In a project led by the University of Washington, a group of interested
educators is planning a project, for a start date of next year, to help
instructors and faculty who teach Linked Data technologies understand
the available software tools and their use in the classroom.
We are currently collecting comments to a short analysis of learning
topics and related tools posted on a Wordpress blog (below). Comments
can range from simple expressions of interest to more detailed comments
on the substance of our planned project (e.g., priorities, from your
Comments -- either posted to the blog, or sent directly to me -- would
be especially helpful by the end of June .
Please feel free to distribute the attached descriptions to anyone
who might be interested.
 http://lld.ischool.uw.edu/wp/ - Call for Comments
"Learning Linked Data" - project plans 2013+ for comment
"Learning Linked Data," a one-year planning activity under the
National Leadership Program of the Institute of Museum and Library
Services (IMLS) , is planning a project to support professional
education and development by promoting software tools and skills
needed for understanding and processing Linked Data.
A planning workshop involving information-school faculty,
information system consultants, students, and software developers
identified the types of software tools needed for exploring a target
set of learning topics.
The follow-on project will engage instructors -- iSchool faculty,
trainers, and consultants -- in dialog with developers -- experts in
the use of tools, perhaps even the developers of those tools -- in
order to produce documentation, screencasts, and the like, about how
a target set of tools may be used in teaching, and specifically how
they may be used in combination in addressing the target set of
Our activity has posted its analysis of learning topics and related
software tools for public comment through June 30th . We are
interested in hearing from members of the target audience of library
and museum information professionals about how they foresee using
software tools for instruction and learning. We are also interested
in advice from software developers on what tools we should target,
or in ways our project might help document or promote the use of
Learning Linked Data Project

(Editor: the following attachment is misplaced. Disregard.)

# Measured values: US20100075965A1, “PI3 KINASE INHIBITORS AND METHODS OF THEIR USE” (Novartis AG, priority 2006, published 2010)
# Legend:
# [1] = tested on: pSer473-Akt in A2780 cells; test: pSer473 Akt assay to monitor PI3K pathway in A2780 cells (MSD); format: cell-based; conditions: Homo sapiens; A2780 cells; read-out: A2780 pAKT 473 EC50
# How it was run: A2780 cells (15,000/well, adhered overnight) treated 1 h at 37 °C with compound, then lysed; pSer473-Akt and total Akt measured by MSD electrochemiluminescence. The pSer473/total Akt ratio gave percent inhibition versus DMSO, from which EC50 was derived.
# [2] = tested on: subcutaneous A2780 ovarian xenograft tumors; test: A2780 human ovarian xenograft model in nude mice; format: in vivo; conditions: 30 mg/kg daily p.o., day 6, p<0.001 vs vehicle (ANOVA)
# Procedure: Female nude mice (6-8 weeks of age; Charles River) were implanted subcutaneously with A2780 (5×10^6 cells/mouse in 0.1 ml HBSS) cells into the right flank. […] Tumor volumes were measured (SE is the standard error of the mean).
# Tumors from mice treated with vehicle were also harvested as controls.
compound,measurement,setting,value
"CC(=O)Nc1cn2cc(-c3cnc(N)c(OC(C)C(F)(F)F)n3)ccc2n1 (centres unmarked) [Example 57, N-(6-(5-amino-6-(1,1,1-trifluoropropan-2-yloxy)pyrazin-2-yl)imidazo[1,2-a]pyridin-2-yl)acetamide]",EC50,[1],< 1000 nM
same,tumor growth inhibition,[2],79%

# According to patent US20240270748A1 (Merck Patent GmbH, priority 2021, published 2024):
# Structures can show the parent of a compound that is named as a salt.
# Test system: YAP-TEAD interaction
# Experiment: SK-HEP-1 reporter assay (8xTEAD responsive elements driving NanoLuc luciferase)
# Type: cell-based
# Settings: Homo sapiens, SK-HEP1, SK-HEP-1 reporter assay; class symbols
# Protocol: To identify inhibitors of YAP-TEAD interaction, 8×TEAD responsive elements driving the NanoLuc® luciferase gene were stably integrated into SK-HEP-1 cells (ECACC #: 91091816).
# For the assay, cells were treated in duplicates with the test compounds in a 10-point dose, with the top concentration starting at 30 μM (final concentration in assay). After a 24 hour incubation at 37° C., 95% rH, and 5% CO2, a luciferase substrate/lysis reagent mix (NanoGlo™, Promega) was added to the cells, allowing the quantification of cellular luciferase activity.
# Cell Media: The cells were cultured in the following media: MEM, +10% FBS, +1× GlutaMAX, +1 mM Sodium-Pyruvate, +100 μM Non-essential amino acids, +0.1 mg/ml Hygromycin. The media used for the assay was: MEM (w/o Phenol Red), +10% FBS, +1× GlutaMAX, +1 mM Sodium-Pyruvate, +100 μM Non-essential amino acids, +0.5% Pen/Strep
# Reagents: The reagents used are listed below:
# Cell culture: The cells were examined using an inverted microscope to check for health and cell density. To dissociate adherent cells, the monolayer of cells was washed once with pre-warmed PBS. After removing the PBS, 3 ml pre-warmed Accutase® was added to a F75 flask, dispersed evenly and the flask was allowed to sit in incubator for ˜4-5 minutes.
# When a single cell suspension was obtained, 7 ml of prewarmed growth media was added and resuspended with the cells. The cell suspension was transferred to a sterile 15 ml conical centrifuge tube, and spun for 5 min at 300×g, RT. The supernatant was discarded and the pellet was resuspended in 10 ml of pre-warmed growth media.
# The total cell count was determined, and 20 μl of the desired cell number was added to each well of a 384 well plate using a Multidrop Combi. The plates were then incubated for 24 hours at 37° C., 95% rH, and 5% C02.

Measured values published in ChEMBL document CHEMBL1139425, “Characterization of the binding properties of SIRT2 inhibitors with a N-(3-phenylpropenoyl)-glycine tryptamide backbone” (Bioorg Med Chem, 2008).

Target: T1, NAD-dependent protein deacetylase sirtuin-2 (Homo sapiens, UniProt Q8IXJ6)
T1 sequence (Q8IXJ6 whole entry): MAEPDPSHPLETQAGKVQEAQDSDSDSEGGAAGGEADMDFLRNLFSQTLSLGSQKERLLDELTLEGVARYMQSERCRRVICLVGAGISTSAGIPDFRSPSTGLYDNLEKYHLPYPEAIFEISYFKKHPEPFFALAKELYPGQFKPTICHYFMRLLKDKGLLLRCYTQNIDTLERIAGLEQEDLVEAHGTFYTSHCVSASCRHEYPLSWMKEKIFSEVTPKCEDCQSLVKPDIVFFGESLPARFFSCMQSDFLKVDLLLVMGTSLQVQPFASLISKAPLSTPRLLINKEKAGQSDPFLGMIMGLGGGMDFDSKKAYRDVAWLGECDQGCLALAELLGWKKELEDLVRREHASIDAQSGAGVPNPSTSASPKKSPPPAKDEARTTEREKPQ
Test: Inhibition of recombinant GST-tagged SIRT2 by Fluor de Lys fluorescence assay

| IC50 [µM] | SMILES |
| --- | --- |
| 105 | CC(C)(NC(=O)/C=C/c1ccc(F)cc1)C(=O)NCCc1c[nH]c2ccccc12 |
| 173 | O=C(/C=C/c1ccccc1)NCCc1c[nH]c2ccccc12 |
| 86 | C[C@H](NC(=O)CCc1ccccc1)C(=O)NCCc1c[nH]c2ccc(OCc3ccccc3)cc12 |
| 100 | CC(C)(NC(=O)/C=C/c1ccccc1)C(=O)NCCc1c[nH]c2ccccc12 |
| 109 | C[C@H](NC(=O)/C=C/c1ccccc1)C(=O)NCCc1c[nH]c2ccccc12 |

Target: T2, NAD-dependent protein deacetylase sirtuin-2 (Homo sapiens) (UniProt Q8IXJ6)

Call for Comments
The Learning Linked Data Project, a planning activity funded under the IMLS
National Leadership Program from October 2011 through September 2012, has taken
a first step towards developing a software platform to help instructors,
students, and independent learners interpret and create Linked Data. The
platform is envisioned to be of use to anyone offering training and education
in Linked Data principles and practice, whether in academia or professional
settings, in online instruction or in classrooms.
As Linked Data is based on data structures of a linguistic nature, the guiding
metaphor for the project is that of designing a "language lab" -- a software
platform for analyzing and manipulating Linked Data in support of a wide range
of pedagogical approaches and expected learning outcomes.
The project has prepared a draft "Inventory of Learning Topics", with an
analysis of software required for such a platform, and posted it for public
review through 30 June 2012 on a blog at:
The document is divided into five short blog pages:
-- Understanding Linked Data : "prerequisite" topics, specific to Linked Data,
which must be grasped before a learner can meaningfully use software tools.
The list of topics is linked to a three-page glossary  with definitions of
-- Searching and Querying Linked Data : just as language learners learn
through dialog with native speakers, learners of Linked Data must learn how
to pose queries and explore datasets. Tools for doing so include data
validators, reasoners, query tools, and Semantic Web search engines.
-- Creating and Manipulating RDF Data : In the Linked Data cloud,
descriptions of things and descriptions of the vocabularies used to describe
those things are all considered "data," so many of the basic tools for
editing, mapping, converting, and extracting data may be adapted for
different types of data.
-- Visualization : Linked Data is conceptually diagrammatic in nature, and
graphical tools can help the learner explore the statistical, spatial, or
temporal characteristics of datasets by visualizing webs of data at various
levels of granularity or by plotting the data to maps or timelines.
-- Implementing a Linked Data Application : Simply learning how to interpret and
manipulate Linked Data could stop with the topics outlined above. The extent
to which a language-lab-like platform for learning Linked Data should encompass
tools for building real applications poses questions of scope on which the
project would appreciate input.
The project envisions the platform as a basis for the development of course
modules by people involved in both formal and informal learning environments,
so comments about the usefulness of such a platform for particular scenarios
would be especially welcome.
The comments received will be incorporated into a revised document and final
report to be published in September 2012. This report will be used as the basis
for a subsequent IMLS project proposal, to be submitted in early 2013, for
implementing the platform specified.
The partners of the Learning Linked Data Project are the University of
Washington, Kent State University, the University of North Carolina, JES &
Company, and 3 Round Stones, Inc. The project lead and contact person is Mike
Crandall of the University of Washington.
Tom Baker <t...@tombaker.org>
Learning Linked Data